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Who is the female warrior Maximou? Is it true that she never lost a battle? Was she a typical Amazon who lacked beauty? Read about her in a magazine which called her a relative of someone called Phillopapos. She supposedly appears in a medieval Greek literary work called Akritis.

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The Acritic songs are a collection of poetry from the Byzantine Empire, written in medieval Greek and dating back to around the 9th century. They're very significant in the history of Greek literature - see for instance Chapter 2 in Kōnstantinos Dēmaras, A History of Modern Greek Literature, which is devoted to them and other works inspired by them such as The Chronicle of Moreas and the Achilleid.

Among the most famous of these epic poems is one called Digenes Akrites (Διγενῆς Ἀκρίτης, variously transliterated e.g. Digenis Akritas, Digenes Akritis, etc.) It's about the semi-legendary Byzantine hero Basileios, titled Digenes Akrites (roughly "mixed-blood border defender"):

Digenis Akritas, also called Digenis Akritas Basileios, Byzantine epic hero celebrated in folk ballads (Akritic ballads) and in an epic relating his parentage, boyhood adventures, manhood, and death. Based on historical events, the epic, a blend of Greek, Byzantine, and Asian motifs, originated in the 10th century and was further developed in the 12th century. It was recorded in several versions from the 12th to the 17th century, the oldest being a linguistic mixture of popular and literary language.

Digenis Akritas, the ideal medieval Greek hero, is a bold warrior of the Euphrates frontier, the son of a Saracen emir converted to Christianity by the daughter of a Byzantine general; he was a proficient warrior by the age of three and spent the rest of his life defending the Byzantine Empire from frontier invaders. The feeling for nature and strong family affections that permeate the epic anticipate the great Cretan national romance, Erotókritos (mid-17th century) by Vitséntzos Kornáros, and much modern Greek popular poetry.

Maximou, a female warrior, appears as a character in Digenes Akrites, in a rather unlikely passage in which the hero first defeats her in combat and then is seduced by her. From Adrienne Mayor, The Amazons: Lives and Legends of Warrior Women across the Ancient World:

One episode describes single combat between Digenes and an Amazon named Maximou ("Daughter of the Greatest"). She was "a descendant of the Amazon women brought back from among the Brahmins of India by the emperor Alexander." Leading a band of male rebel fighters, Maximou rides a milk-white horse with red mane, tail, and hooves (dyed with henna, a Persian custom brought to India). But for the duel she arrives on a black warhose (see chapter 11 for color choice of war horses). Wearing a green turban embroidered in gold and a breastplate over a tunic of purple silk, the Amazon carries a shield with an eagle device and an Arab spear and sword. They clash and fight strenuously. After Digenes kills Maximou's horse, they retreat to the woods where the Amazon removes her armor. Her "gossamer-thin silk shift reveals her lovely limbs and breasts", and the hero is smitten with lust. They have sex. In some versions Digenes later stalks and murders "the promiscuous creature" for seducing him. In this, Digenes seems to revert to the old Greek mythic script of killing the foreign Amazon. Some modern scholars believe that Maximou was originally the heroine of an earlier oral legend (perhaps about Amazons who returned with Alexander?), and that she was rather clumsily incorporated into this Christian moralizing epic.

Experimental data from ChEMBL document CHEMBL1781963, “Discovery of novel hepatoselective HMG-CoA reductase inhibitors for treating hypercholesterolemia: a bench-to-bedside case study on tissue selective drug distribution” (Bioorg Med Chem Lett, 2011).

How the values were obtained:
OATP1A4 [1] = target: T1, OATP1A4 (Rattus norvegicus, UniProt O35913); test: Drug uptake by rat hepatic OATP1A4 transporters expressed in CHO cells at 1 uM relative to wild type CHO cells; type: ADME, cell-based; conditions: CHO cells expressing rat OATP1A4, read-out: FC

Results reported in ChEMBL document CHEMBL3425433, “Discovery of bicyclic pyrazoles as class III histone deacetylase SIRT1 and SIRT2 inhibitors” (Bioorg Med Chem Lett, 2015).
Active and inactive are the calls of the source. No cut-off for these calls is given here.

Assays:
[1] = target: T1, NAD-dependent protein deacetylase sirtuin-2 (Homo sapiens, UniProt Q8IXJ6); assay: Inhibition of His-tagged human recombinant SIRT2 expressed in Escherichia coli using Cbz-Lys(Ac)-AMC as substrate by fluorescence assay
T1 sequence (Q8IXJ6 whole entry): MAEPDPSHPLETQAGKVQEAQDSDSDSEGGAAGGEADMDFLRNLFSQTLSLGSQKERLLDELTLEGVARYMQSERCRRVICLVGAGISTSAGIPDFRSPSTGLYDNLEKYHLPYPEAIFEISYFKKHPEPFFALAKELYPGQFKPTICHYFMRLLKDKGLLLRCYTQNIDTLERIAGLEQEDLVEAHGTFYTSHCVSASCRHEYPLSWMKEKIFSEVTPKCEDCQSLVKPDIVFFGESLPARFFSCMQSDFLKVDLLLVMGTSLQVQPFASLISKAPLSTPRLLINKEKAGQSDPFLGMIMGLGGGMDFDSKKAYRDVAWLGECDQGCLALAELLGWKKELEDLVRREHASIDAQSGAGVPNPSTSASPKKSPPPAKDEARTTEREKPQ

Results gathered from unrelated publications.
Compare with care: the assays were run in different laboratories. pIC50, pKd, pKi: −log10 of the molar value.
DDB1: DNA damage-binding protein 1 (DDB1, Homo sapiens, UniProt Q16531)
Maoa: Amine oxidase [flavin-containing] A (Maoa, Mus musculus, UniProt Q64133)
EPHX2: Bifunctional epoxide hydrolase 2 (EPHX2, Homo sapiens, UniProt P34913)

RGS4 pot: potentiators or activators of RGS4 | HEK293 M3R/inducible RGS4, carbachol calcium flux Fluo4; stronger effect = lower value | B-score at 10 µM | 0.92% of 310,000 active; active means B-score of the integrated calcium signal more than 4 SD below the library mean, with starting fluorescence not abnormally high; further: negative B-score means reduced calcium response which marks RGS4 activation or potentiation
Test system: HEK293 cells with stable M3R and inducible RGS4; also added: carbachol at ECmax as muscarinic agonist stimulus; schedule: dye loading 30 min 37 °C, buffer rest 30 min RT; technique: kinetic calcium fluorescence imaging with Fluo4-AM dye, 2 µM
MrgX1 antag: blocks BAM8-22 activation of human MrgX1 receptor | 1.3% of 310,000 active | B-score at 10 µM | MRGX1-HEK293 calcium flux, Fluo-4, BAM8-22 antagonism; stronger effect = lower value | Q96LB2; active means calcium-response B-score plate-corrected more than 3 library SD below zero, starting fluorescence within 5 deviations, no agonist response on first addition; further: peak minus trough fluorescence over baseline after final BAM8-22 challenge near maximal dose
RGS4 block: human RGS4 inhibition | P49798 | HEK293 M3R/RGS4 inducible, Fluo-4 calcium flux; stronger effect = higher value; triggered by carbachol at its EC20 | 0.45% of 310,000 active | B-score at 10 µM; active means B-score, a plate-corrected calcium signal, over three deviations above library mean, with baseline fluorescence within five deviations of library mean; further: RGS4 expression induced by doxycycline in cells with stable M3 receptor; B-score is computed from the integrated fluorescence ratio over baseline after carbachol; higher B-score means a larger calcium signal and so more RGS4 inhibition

I also found an entire article about Maximou and her role in Digenes Akrites, which you can read here: "Amazon Maximou ultimately failed in gambit for women’s privilege". You may not agree with its interpretation of the story (I don't), but it does provide a lot of direct (translated) quotes from the text, which might be useful if you want to see exactly what she said and did in the story.

All I can find about Philopappous is that he was another war leader and some kind of (probably older) kinsman to Maximou. You can see part of an exchange between him and Maximou in Elizabeth Jeffreys, ed., Digenis Akritis: The Grottaferrata and Escorial Versions, but unfortunately, there on Google Books, I at least can't view the pages to either side in order to get context.

To answer your specific questions about Maximou:

  • Is it true that she never lost a battle? No: she was defeated by Digenes Akrites in battle.

  • Was she a typical Amazon who lacked beauty? Again, by the text, no:

    Maximou’s shift was gossamer-thin,
    and it revealed her limbs as in a mirror
    and her breasts rising just a little above her chest.
    And my soul was wounded, for she was beautiful.

    Of course, this is unlikely to be an accurate description of the real Maximou, if there was a real Maximou. But according to Digenes Akrites at least, she was beautiful.

  • It appears as though Digenis did not exactly force himself on her. Why did Maximo offer herself to him after losing their duel? – user3179 Mar 8 '18 at 14:48
  • @Greekculture That sounds like a great new question. My take on it would be that the real story (if there was one) was romanticised by its writers: Maximou surrendering herself to him in this way sounds so unlikely that it's more probable he did force himself on her. However, I'm no expert in Byzantine literature or culture, so it's possible you might get a better (or better supported) answer from someone else. – Rand al'Thor Mar 9 '18 at 12:53

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